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Lake Mead Water Problem Solved

Author Barry Cameron Lindemann

Senate Candidate Nevada - Barry Cameron Lindemann

Stranded marina boat dock on the ground

Lake Mead marina boat dock 2022 high and dry

Lake Mead draining away from its surroundings

Lake Mead draining away from its surroundings

Nevada US Senate Candidate, Barry Cameron Lindemann, proposes the solution to refill Lake Mead and solve the Colorado River water problem.

...it seems that current water restrictions could have been worse save for some fuzzy math about where thousands of acre feet of water reside, if it exists at all.”
— Barry Cameron Lindemann
LAS VEGAS, NEVADA, UNITED STATES, September 17, 2022 /EINPresswire.com/ -- No disappearing act has ever been slower than the 20-year gradual ebbing of water levels in Lake Mead, Nevada. As people begin handwringing about climate change and receding water in the reservoir, and they should, they are missing what the real problem is with the lake’s slow death.

On June 14, 2022, a Senate committee meeting was held to discuss solutions for Drought in the West. The breadth of the title had little to do with the West as the meeting singularly focused on the utilization of water within the Upper and Lower Colorado Basin.

Much like all things government, most in attendance missed the point of the crisis. Various Senators chimed in with thoughts and opinions, but none came close to a solution for equitable water distribution from the Colorado. One attendee, Patrick O’Toole from the Family Farm Alliance, said it best when he remarked that government has been aware of this problem and done nothing for 20 years. In that simple comment about government inaction, which everyone heard, I then couldn't later reconcile in my head why the committee adjourned merely asking for more data and more information. At their fingertips they have 20 years of information and data.

The Bureau of Reclamation, whose representative is Camille Touton, profusely thanked the Senators for 8.3 billion in funding, claimed she had the authority to “act” unilaterally, and then said that she could only act and detail her authority in conjunction with the participating states. Senator Mark Kelly asked Ms. Touton for assurances that the Upper Basin states will make cutbacks so the people of Arizona wouldn’t have to suffer larger constraints. Her reply was that she was encouraged by the Upper Basin dialog, but two months later, Arizona got hit with more cutbacks as Tier 2 restrictions were implemented. So again, government did nothing.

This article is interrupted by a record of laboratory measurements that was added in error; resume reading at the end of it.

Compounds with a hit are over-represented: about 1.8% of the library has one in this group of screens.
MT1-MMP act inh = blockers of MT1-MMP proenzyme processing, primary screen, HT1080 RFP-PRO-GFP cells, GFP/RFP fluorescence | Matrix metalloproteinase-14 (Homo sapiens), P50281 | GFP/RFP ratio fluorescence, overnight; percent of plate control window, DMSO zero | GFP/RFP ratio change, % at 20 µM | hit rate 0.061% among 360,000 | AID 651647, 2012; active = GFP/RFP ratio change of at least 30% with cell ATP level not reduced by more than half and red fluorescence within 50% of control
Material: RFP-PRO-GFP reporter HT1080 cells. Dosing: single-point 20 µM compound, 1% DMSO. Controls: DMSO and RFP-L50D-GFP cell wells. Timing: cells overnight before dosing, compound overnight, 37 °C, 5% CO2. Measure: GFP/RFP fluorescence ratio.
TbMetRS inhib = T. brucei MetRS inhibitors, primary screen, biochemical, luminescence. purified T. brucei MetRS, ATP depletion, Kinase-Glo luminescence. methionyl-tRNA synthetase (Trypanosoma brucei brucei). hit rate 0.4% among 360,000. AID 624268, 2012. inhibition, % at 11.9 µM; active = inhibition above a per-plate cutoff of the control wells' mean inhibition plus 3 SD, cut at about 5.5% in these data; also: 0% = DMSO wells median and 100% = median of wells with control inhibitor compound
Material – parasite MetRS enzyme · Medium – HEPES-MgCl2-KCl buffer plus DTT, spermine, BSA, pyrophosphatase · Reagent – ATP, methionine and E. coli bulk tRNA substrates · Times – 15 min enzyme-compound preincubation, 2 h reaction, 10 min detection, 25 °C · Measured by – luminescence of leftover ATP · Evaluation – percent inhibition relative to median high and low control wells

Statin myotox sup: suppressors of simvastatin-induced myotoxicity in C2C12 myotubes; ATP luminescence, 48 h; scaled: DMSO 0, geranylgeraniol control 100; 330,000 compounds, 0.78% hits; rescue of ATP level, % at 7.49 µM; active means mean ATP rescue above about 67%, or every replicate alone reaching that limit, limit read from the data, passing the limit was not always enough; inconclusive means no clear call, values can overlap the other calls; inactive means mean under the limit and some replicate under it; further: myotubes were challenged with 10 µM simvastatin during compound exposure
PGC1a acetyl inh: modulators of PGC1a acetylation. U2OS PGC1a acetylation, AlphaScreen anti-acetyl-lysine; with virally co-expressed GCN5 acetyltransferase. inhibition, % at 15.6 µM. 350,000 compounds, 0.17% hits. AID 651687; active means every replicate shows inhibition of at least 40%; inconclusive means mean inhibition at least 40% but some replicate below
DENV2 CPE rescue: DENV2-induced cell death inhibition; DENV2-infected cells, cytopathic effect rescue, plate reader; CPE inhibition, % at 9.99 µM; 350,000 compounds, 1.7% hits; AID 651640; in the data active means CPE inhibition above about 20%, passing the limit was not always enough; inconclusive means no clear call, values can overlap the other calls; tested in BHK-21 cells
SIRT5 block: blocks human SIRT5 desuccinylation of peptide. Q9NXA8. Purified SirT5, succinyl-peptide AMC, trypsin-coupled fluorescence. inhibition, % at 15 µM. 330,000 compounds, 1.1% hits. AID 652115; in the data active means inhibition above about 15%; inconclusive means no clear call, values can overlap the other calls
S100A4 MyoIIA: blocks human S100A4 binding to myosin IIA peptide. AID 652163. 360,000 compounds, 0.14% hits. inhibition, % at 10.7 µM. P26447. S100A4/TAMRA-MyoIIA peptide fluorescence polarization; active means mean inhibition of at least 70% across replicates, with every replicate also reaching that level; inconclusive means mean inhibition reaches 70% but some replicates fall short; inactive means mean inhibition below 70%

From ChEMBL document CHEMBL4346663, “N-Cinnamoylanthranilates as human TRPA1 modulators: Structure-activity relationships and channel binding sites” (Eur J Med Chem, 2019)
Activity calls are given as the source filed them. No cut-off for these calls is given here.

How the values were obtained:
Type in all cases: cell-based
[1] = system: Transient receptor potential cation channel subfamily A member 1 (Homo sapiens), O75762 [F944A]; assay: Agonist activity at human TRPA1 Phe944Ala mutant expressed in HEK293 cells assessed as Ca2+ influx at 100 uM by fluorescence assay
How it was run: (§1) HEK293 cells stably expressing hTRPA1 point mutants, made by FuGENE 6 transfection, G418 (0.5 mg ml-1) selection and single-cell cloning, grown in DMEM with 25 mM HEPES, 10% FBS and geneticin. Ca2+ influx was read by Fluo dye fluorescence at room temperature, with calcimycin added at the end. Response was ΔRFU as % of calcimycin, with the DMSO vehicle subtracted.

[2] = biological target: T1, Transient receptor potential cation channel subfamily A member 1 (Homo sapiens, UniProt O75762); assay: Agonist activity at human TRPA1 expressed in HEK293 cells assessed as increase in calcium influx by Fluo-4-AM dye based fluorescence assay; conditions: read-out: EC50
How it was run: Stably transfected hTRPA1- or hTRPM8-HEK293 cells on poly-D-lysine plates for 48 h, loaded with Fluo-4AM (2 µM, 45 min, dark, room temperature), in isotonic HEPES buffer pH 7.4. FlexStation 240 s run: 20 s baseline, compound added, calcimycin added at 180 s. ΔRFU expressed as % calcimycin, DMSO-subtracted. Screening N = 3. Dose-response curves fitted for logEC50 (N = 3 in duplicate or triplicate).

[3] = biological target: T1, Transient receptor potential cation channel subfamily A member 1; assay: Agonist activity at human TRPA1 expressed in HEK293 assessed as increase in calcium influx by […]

It’s the management of the whole river system that needs to be rethought. It’s the understanding that each player in the river system will ferociously protect its interest. Past discussions and action have yielded little and no doubt the blame can go all around, but the fact is that Lake Mead is at 27% capacity and Lake Powell is no better. Add to this an observation from writer Joanna Allhands of "The Arizona Republic" and it seems that current water restrictions could have been worse save for some fuzzy math about where thousands of acre feet of water reside, if it exists at all. It is time for government to forcefully enter.

The use of government in our lives should be sparse, but this time it is robustly warranted. Since it currently appears the Bureau of Reclamation is floundering with indecision, then below is a framework for restoring the water in Lake Mead, Lake Powell, and the Flaming Gorge Reservoir.

First, allow Patrick O’Toole in Wyoming to revive his forest water shed through appropriate environmental administration. He states that he is hampered by government reluctance which appears to stem from hyper-environmentalism. We will never know if his plan will work unless he employs it. So, allow him to tend to his environment the best way he knows how. He intends to produce annually an additional 144,000-acre feet of water to the Flaming Gorge Reservoir by smart forestry management.

Second, build desalination plants in Mexico’s Sea of California. Because Huntington Beach, California declined to take reasonable measures to produce water for its population, we can utilize those dollars to build desalination plants to pipe water to the Mexican towns and farms along the border. We need to pump water to these towns and farms as Lake Mead will be holding back the complete water allotment given to Mexico. It is runoff to Mexico that will fill Lake Mead and Lake Powell.

Third, cutback California more. California needs to practice what it preaches. It needs to be more environmentally responsible when it comes to water and implement water recycling systems which mirrors the efficiency of those in Southern Nevada. If we in the desert can do without, so can California. In addition, Colorado can make larger cuts and Arizona needs to return to Tier 1 cutbacks to lessen the impact on their state.

Fourth, water distribution can no longer be detailed in acre-feet. It must be calculated as a percentage of the annual volume along the river. Drier years will produce smaller water allotments requiring all to make sacrifices with the inverse in wetter years producing more water for all. Water levels in reservoirs would be substantially more stable if we were not draining them due to water storage deals between participants.

What that meeting back in June should have been about is grit, determination, and leadership in the face of imminent thirst. Someone should have had the guts to understand that action was needed, not more info and data. Singularly, our political leaders failed us. Let’s not allow that to happen again. Change them this November.
Barry Cameron Lindemann
US Senate Candidate 2022
www.nvsenateseat.com

Barry Lindemann
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